More sailing cancellations are on the way as the P3 alliance has yet to spell out its intentions in any detail, and competitors will be loath to risk losing market share by taking more radical capacity reduction measures in the interim.
Drewry expects ocean carriers will go for another round of serious sailing cancellations over this year’s winter season instead of service withdrawals. Whereas last year’s programme was motivated by indecision over future trade growth, this year’s is also driven by uncertainty over the P3 alliance’s intentions.
Maersk, MSC and CMA CGM have so far only outlined the number of East-West services they intend to provide from 2Q14, and do not expect to confirm port rotations and how services shared with other lines will operate until the first part of 4Q13, so competing carriers will not want to jeopardise market share in any way before then. Despite the current state of over-capacity on East-West routes, only the merger of two peak season transpacific services in mid-October has been announced to date (CKYH’s CAX and Evergreen’s CPS2). On the other hand, sailing cancellation announcements are increasing every week.
For example, in the transpacific tradelane from Asia to the West Coast of North America, where there were no sailing cancellations in July, followed by just two in August, 12 are being omitted in September and another 12 so far in October, although most of the latter stem from China’s national Golden Week holiday between 1-7 October. The result is that vessel capacity will be reduced by approximately 2.8% in September, and by at least the same amount in October, which will help to get average vessel utilisation back up to around 90%, thereby putting ocean carriers in a better freight rate negotiating position (see table below).
Asia to WCNA
In the tradelane from Asia to Northern Europe, where no sailings were omitted in August, six have been cancelled in September, and another five are lined up so far in October. This means that vessel capacity will be reduced by approximately 1.7% in September, followed by at least the same amount in October, which will again take average vessel utilisation back up to the comfortable threshold of 90% (see table below).
Asia to North Europe
On the route between Asia and the Mediterranean, where ocean carriers have made a regular habit of cancelling sailings throughout the year, another seven were omitted in September, and six have so far been announced for October (see table below). More will presumably follow, although the need for it is questionable as average vessel utilisation will already be over 90%.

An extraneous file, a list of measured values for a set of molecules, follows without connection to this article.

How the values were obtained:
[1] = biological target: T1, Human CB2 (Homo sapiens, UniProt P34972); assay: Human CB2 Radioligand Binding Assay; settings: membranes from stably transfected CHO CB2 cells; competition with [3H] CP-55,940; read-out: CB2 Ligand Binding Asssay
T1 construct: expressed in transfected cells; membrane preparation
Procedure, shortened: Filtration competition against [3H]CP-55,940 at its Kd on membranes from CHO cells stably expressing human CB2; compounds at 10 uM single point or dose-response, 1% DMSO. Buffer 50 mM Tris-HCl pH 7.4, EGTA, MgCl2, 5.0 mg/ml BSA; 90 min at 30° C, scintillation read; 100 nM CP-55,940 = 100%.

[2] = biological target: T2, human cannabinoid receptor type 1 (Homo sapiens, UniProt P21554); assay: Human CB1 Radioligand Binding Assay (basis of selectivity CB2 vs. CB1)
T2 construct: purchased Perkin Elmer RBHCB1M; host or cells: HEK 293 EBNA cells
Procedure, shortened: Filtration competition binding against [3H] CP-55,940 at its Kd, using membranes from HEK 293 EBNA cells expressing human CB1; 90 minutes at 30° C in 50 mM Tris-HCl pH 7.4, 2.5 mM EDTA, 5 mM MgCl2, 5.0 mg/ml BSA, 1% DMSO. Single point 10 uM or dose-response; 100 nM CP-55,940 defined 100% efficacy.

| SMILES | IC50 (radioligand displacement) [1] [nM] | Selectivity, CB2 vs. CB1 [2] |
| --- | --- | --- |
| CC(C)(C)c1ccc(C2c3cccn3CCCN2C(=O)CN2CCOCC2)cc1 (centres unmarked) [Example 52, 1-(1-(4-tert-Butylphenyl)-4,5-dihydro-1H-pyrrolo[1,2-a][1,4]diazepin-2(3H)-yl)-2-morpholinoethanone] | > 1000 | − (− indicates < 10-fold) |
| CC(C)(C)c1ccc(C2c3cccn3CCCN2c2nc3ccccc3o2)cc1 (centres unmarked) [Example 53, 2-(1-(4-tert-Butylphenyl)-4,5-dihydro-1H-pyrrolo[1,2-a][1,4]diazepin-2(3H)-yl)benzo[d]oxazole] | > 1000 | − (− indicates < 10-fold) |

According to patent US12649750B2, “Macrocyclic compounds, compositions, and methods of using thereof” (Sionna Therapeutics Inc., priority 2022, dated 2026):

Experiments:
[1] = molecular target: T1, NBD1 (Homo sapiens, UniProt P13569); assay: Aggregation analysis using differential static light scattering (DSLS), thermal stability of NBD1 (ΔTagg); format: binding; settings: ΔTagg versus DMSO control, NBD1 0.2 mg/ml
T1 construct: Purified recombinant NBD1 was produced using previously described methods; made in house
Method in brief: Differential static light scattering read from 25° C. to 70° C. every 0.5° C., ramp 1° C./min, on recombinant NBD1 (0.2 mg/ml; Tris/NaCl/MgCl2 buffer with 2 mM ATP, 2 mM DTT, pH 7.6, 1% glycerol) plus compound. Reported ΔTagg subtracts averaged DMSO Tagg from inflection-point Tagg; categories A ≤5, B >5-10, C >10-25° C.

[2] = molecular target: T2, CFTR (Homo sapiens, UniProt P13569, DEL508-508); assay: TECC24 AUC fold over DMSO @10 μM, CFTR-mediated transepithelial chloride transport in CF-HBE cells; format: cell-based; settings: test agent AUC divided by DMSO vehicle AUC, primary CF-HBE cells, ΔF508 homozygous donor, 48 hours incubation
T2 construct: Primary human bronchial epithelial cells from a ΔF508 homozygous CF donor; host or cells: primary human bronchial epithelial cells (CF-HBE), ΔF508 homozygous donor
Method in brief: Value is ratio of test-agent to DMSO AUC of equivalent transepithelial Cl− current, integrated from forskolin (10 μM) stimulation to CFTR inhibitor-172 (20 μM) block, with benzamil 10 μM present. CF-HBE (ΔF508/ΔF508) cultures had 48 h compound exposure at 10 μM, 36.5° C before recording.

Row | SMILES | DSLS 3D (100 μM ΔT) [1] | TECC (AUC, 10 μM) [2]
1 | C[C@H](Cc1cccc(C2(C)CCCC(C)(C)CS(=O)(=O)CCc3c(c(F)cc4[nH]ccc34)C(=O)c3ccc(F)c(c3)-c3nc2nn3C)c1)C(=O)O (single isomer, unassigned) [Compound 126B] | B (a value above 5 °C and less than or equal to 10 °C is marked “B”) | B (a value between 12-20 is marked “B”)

Asia to Mediterranean
The trend means that shippers need to pay more attention to forward planning over the next six months, rather than assume that a contracted carrier will usually have a vessel offering the right port pairs on the right berth at the right time. As shown in the tables above, ocean carriers have got used to temporarily regulating vessel capacity supply to match uncertain demand over the past 12 months, so the requirement for more vigilance over schedules is not new; only its importance is escalating.
The timing of cancelled sailings will, presumably, continue to be planned around GRI’s, thereby ensuring that the filling up of surrounding vessels encourages shippers to pay up or shut up should roll-overs occur. As can be seen from the tables above, when sailings are seriously omitted, freight rates usually jump up, although there are exceptions due to freight rate levels sometimes being dependent on other factors than vessel utilisation.
It will be interesting to see what happens after the P3 alliance clarifies its intentions because ocean carriers will want to consider more serious capacity reductions in 2Q14, and the introduction of further slow steaming, depending on the availability of appropriate berthing windows in the major ports. The G6 is known to be exploring several possibilities, including extending the scope of the alliance to tradelanes outside of Asia/Europe and Asia/ECNA.
Ocean carriers will cancel sailings instead of withdrawing whole services during the northern hemisphere’s winter season, which practice will continue right up to the introduction of P3’s new services in 2Q14.